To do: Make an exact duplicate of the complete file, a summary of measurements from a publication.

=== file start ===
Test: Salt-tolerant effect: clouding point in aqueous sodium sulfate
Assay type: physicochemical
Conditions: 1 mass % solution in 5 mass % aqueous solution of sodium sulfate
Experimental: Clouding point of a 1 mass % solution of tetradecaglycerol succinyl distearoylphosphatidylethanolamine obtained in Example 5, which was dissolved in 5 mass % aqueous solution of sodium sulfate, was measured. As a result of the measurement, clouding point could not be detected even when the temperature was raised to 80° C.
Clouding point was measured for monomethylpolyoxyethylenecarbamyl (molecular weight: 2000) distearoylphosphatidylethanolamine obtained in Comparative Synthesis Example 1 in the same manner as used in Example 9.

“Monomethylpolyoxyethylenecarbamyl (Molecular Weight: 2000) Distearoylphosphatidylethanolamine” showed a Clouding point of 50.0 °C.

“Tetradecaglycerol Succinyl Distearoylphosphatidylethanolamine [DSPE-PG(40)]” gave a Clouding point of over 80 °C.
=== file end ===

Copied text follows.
Test: Salt-tolerant effect: clouding point in aqueous sodium sulfate
Assay type: physicochemical
Conditions: 1 mass % solution in 5 mass % aqueous solution of sodium sulfate
Experimental: Clouding point of a 1 mass % solution of tetradecaglycerol succinyl distearoylphosphatidylethanolamine obtained in Example 5, which was dissolved in 5 mass % aqueous solution of sodium sulfate, was measured. As a result of the measurement, clouding point could not be detected even when the temperature was raised to 80° C.
Clouding point was measured for monomethylpolyoxyethylenecarbamyl (molecular weight: 2000) distearoylphosphatidylethanolamine obtained in Comparative Synthesis Example 1 in the same manner as used in Example 9.

“Monomethylpolyoxyethylenecarbamyl (Molecular Weight: 2000) Distearoylphosphatidylethanolamine” showed a Clouding point of 50.0 °C.

“Tetradecaglycerol Succinyl Distearoylphosphatidylethanolamine [DSPE-PG(40)]” gave a Clouding point of over 80 °C.